Parrots are truly fascinating animals but unfortunately are much more complicated than most people are prepared for.
Parrots are “wild” animals – not domesticated like cats and dogs who are bred selectively for their breed and pet qualities.
Whether they are captured in the wild or bred in captivity, they are only a few generations removed from their wild cousins and still retain their “wild instincts” and social behaviors.
There are over 350 species of parrots – if you decide to adopt – you need to research in depth the particular needs of the particular parrot you are going to share your home/life with BEFORE you adopt and be prepared to adjust YOUR lifestyle to accommodate that of the parrot.
Parrots are highly intelligent and have been equated to that of a 3 – 5 year old child – some of the behaviors are also quoted as “this bird behaves like a 2 year old” in that their behaviors are that of a typical toddler – very needy/always wanting and will remain that way for the duration of their life – while they age in years, they never really “grow up” in personality or behaviors.
Smaller birds such as cockatiels, budgies, parakeets have a life span of up to 30 years while the larger breeds such as cockatoos and African Greys reach the age of 40 – 80 years old with macaws living upwards of 100 years..
While a cat or dog is with you for “their” lifetime, YOU are with a parrot for “their” lifetime – knowing the parrot will most likely outlive you, consideration must be taken in as to where the bird will go after you are gone.
Your lifestyle is also a key role in sharing your home with a parrot – if you work 12 hour days and will see the bird for a mere 1 hour a day, a parrot is NOT the right companion for you.
If you are a well traveled person and spend most of your time on the road, where will the parrot go and who will care for them in your absence.
Are you planning a move? Will the new landlord(if renting)allow pets? What if the bird is to noisy – will the neighbors complain? Are you planning any big life changes? A new baby, a move across the country? These are all serious questions to consider when adopting a parrot – and the main reasons that so many are re-homed.
The decision to share your home with a companion parrot should NOT be taken lightly.
Many times over we have heard the phrase “but I WANT a________” which is the #1 reason people buy a bird – they “want” it because its cute and cuddly and WOW if it talks even better – they make it quite clear it MUST be socialized, friendly and does NOT bite – well guess what – you are NOT guaranteed a “perfect” bird – there truly is no such thing whether its a brand new baby chick or a rescue or rehomed bird.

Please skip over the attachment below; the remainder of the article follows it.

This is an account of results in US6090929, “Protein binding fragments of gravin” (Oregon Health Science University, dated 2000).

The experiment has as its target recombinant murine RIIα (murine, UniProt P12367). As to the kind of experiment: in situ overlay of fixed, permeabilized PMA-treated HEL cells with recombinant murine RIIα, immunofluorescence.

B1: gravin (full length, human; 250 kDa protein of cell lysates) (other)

Birds DO and can change – they can love you one minute, and make you bleed the next – get a hormonal cockatoo and on certain days you could very likely be chased through the house by that same bird who loved you dearly the day before, and when he catches up to you, it won’t be for a cuddle – it will be for an attack you can’t ever imagine coming from your loving friend..
Your african grey can be charming/friendly and almost perfect – and one morning you wake up to find that same bird doesn’t like you – you are not their chosen mate – their love/affection is transferred to someone else in the home “flock” – what will you do, how will you react? this change could be short term, or it could be permanent – is your “entire” family prepared for the possible change?
You “think” you want a parrot, but can’t afford a high price – you think a rescue/sanctuary should charge “less” because they are abused/neglected – every parrot has a value and SHOULD be valued as an integral part of your family – and taking on a parrot should be researched diligently BEFORE looking to acquire one – if you think you are getting a better “deal” from a rescue/and or sanctuary or shopping online, your reasons for taking in a companion bird are less than ideal – they are not toys/playthings or something to keep you amused – those very reasons are why the rescues/sanctuaries throughout Canada are filling up at an alarming rate…what an enormous price that parrots pay for the sake of human desire….